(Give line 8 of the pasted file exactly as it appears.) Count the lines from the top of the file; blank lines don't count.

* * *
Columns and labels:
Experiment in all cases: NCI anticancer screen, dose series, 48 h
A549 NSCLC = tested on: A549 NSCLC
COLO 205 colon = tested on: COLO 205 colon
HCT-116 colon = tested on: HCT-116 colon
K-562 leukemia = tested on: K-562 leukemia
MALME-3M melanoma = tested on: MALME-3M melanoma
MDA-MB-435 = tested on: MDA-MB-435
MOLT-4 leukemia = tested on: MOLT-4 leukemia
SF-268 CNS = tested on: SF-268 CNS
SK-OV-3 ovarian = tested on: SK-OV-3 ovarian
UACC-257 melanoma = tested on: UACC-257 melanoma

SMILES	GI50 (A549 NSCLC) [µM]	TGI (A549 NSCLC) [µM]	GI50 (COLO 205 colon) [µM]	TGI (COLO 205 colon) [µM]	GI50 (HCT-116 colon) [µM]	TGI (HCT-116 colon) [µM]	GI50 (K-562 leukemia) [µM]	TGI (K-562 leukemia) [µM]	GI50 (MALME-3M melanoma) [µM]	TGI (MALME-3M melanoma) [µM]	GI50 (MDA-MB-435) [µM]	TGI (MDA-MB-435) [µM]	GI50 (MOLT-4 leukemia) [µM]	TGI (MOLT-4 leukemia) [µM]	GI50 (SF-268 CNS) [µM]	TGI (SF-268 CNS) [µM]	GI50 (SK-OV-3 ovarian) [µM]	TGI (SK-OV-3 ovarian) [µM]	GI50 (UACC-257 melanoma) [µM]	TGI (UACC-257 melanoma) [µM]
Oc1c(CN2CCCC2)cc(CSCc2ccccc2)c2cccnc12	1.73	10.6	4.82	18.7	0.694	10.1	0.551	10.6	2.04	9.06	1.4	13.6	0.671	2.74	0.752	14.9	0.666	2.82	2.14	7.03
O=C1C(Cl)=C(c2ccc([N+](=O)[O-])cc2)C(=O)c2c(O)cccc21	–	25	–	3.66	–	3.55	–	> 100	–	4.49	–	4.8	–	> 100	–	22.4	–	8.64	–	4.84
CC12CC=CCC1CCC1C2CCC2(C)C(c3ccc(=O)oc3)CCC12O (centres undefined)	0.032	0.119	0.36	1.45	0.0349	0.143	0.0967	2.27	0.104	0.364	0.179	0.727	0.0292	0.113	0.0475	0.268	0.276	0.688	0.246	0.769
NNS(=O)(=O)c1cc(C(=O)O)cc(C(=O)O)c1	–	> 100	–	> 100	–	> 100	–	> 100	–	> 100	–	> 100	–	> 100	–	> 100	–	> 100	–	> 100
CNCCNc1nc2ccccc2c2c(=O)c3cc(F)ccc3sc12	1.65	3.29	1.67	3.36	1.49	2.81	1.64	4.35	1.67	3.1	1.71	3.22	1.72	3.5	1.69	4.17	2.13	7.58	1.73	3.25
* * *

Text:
MDA-MB-435 = tested on: MDA-MB-435